The massive deal could bring more games to your Xbox. But what about the Nintendo Switch and PS5?
After receiving approval from China's competition regulators, Microsoft continues its fight to complete the $69 billion acquisition of game publisher Activision Blizzard by taking on UK regulators.
An appeal filed Wednesday by Microsoft to the Competition Appeal Tribunal says the deal's denial contained "fundamental errors," according to a report from Reuters. Microsoft will make its argument to the CAT, which can take several months to make a decision.
Microsoft first announced its plans to acquire Activision Blizzard in January 2022. Closing the deal would turn Xbox maker Microsoft into one of the top three video game publishers, right behind rival Sony. Activision Blizzard is one of the largest third-party publishers, with some major franchises that would give a much-needed boost to Microsoft's games catalog, including Call of Duty, Candy Crush and Overwatch.
Though Microsoft has won a few merger-related battles recently, it still has a few more hurdles to clear before the deal is done.
Microsoft still has to receive approval from regulators in the US. The Federal Trade Commission filed a lawsuit in December to challenge the acquisition, saying the deal would "enable Microsoft to suppress competitors to its Xbox gaming consoles and its rapidly growing subscription and cloud-gaming business." A hearing is set for Aug. 2.
In April, the UK's Competition and Markets Authority blocked the $69 billion deal, saying it would result in higher prices and fewer choices for gamers. Microsoft's appeal to the ruling says the CMA "made fundamental errors in its calculation and assessment of market share data for cloud gaming services by failing to take account of constraints from native gaming (whereby gamers access games installed on their devices through a digital download or physical disc)."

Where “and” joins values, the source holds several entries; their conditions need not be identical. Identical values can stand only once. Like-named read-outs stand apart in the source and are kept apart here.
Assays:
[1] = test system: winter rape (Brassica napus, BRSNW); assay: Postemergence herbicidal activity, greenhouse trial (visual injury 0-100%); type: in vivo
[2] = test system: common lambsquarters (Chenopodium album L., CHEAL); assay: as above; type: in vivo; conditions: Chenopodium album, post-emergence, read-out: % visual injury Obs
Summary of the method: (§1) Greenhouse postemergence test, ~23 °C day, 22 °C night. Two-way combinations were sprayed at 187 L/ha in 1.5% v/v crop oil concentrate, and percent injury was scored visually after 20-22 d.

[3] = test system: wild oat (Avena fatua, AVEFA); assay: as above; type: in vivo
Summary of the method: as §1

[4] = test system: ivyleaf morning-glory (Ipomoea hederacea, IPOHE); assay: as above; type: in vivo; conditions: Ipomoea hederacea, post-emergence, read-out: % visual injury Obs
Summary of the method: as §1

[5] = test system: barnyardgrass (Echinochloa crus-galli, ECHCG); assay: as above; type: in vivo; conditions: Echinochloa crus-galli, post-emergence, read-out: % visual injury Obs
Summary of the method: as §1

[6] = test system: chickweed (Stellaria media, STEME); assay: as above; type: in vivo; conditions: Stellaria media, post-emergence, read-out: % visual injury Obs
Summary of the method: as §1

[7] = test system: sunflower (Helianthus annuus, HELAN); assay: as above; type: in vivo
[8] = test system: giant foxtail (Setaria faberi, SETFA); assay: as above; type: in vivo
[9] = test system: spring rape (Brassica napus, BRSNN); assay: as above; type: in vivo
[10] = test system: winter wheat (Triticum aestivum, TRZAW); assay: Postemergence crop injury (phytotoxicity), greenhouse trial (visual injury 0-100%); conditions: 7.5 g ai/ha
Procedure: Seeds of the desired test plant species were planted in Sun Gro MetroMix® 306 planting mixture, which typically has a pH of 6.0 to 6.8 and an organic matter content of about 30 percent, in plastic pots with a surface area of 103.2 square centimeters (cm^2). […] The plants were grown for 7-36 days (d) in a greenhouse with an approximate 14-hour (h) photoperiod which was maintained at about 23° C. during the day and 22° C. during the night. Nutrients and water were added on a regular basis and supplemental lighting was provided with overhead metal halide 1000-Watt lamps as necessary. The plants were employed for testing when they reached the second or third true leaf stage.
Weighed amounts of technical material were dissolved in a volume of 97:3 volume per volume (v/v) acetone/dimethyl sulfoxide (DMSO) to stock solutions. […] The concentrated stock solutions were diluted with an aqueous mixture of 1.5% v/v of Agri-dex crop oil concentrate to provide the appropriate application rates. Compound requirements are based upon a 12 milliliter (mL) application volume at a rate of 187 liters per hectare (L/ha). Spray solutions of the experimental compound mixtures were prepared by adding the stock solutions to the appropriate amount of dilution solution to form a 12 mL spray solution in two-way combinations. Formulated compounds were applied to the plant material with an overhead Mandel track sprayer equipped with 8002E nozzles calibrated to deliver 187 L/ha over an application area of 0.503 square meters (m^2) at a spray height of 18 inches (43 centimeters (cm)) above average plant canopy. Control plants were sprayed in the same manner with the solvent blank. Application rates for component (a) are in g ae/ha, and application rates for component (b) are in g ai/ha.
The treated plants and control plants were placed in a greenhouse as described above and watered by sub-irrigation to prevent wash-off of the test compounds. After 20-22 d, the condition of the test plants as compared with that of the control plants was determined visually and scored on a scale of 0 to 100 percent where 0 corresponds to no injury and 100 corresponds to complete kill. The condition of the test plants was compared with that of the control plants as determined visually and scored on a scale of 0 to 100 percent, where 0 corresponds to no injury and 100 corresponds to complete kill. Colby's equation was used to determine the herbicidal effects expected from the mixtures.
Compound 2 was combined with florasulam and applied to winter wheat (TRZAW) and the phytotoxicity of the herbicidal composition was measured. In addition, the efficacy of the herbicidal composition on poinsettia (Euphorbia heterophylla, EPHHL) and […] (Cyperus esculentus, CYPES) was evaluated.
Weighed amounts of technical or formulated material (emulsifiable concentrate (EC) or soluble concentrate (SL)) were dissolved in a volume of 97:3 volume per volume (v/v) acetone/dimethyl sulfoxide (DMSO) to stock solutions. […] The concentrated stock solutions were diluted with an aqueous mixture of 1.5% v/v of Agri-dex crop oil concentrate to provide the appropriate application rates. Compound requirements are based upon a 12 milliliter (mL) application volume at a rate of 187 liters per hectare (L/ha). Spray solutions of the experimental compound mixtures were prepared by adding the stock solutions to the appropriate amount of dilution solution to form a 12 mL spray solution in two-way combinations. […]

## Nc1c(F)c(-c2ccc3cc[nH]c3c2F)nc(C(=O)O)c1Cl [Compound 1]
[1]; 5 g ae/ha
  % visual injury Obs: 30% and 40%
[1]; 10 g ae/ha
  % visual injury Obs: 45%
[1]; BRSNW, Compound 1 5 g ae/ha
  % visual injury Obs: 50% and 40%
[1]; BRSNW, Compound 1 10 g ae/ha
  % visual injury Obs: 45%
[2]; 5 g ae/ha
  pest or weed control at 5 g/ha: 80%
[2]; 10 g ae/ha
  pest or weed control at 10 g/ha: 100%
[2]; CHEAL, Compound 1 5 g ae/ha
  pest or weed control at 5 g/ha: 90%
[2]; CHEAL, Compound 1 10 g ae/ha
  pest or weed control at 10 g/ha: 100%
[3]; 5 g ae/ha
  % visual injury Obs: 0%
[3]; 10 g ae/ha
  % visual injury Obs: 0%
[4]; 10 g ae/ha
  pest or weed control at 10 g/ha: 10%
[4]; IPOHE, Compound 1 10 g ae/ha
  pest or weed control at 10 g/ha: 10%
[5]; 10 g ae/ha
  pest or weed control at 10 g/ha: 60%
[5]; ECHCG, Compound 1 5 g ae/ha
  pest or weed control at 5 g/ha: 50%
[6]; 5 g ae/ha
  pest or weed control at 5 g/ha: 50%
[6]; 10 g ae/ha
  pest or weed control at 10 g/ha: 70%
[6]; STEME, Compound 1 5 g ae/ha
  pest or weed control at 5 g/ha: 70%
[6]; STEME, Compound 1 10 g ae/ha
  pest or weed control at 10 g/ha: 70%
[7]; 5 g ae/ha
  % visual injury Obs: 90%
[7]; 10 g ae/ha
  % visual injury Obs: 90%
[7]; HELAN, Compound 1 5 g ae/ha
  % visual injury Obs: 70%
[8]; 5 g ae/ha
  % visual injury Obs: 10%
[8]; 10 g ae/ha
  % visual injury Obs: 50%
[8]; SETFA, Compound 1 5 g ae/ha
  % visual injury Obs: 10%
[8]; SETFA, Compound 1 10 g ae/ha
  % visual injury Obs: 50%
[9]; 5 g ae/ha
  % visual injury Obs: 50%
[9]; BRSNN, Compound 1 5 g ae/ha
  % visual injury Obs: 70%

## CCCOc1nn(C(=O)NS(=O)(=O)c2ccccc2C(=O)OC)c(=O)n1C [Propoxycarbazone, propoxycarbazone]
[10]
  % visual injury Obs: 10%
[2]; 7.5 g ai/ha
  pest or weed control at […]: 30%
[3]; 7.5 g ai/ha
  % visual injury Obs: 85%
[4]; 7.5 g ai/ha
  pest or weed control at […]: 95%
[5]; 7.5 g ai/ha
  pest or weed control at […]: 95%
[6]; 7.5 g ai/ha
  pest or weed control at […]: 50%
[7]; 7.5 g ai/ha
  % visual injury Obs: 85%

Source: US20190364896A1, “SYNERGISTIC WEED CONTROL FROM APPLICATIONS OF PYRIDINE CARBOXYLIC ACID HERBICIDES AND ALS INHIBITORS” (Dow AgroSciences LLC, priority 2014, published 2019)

Microsoft has continued to deny that the deal would hamper competition within the video game industry and continues to negotiate with regulators to get approval.
For Xbox Game Pass subscribers, the deal means Activision Blizzard's catalog of games will be incorporated into the service, likely similar to how Bethesda games were when Microsoft acquired that company in 2020.
How gamers who don't have an Xbox, and instead use a Sony PlayStation or Nintendo Switch console, will be impacted is less clear. Critics of the deal are concerned that Microsoft could make future games developed by Activision unavailable on rival consoles. (Microsoft did just this for game developed by Bethesda.) This is especially concerning for a major Activision title like Call of Duty.
Microsoft already agreed to a 10-year deal with Nintendo to bring Call of Duty games to its consoles, but Sony reportedly rejected a similar agreement. Sony remains against the deal and continues to submit filings to regulators about its concerns over the acquisition.
Cloud gaming is the technology to stream video games remotely to a device such as a phone, tablet or smart TV. While the technology has been around for more than a decade, it's only in recent years has it really taken off thanks in part to it being an added feature for Microsoft's Xbox Game Pass and Sony's PS Plus.
Other companies developed their own cloud gaming services, such as Amazon's Luna and GeForce Now. The former made an agreement with Microsoft in February to bring more of its games to the service over the course of the next 10 years.